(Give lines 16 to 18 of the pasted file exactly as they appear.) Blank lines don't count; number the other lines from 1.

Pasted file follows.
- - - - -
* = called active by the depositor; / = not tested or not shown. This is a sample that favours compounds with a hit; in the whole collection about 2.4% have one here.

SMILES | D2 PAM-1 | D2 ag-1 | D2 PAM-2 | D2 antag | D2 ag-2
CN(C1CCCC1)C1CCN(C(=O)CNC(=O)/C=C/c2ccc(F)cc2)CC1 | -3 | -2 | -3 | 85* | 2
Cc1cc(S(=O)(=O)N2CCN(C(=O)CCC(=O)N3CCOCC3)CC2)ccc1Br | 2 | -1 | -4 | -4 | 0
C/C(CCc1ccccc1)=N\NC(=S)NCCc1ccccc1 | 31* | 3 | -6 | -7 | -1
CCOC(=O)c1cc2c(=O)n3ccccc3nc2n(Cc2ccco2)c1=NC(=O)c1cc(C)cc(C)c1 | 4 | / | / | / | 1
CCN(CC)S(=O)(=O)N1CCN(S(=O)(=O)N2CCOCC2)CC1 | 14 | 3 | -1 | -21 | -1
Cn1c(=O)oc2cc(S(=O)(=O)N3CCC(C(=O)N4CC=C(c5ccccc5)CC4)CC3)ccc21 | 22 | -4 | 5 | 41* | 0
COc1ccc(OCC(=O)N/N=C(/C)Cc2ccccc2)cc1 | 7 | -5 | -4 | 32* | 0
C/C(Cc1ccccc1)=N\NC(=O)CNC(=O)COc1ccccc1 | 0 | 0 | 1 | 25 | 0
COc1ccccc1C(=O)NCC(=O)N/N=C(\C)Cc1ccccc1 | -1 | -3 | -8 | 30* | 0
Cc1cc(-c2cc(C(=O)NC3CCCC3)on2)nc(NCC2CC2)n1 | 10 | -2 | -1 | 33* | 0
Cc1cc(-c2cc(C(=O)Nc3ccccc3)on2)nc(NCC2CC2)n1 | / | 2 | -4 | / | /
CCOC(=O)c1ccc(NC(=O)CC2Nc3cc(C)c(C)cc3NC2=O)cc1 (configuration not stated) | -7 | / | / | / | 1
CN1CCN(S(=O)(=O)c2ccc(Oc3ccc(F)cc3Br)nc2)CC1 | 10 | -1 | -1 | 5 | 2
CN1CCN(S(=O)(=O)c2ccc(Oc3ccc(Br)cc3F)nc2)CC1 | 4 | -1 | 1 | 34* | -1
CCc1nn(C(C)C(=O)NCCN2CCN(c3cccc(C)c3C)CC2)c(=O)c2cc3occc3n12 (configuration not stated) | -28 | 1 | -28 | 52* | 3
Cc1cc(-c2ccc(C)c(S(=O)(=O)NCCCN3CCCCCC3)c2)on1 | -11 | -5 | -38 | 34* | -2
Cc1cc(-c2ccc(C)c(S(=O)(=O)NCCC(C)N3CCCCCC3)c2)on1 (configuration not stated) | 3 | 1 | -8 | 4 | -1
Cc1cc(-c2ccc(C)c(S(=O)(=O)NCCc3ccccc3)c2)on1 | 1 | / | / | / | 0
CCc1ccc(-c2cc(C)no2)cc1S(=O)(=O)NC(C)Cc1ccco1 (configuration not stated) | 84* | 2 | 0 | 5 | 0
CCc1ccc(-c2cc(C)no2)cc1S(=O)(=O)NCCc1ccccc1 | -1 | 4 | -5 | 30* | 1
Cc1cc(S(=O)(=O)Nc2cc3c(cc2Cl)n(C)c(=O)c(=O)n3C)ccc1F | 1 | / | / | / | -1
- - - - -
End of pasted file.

CN1CCN(S(=O)(=O)c2ccc(Oc3ccc(Br)cc3F)nc2)CC1 | 4 | -1 | 1 | 34* | -1
CCc1nn(C(C)C(=O)NCCN2CCN(c3cccc(C)c3C)CC2)c(=O)c2cc3occc3n12 (configuration not stated) | -28 | 1 | -28 | 52* | 3
Cc1cc(-c2ccc(C)c(S(=O)(=O)NCCCN3CCCCCC3)c2)on1 | -11 | -5 | -38 | 34* | -2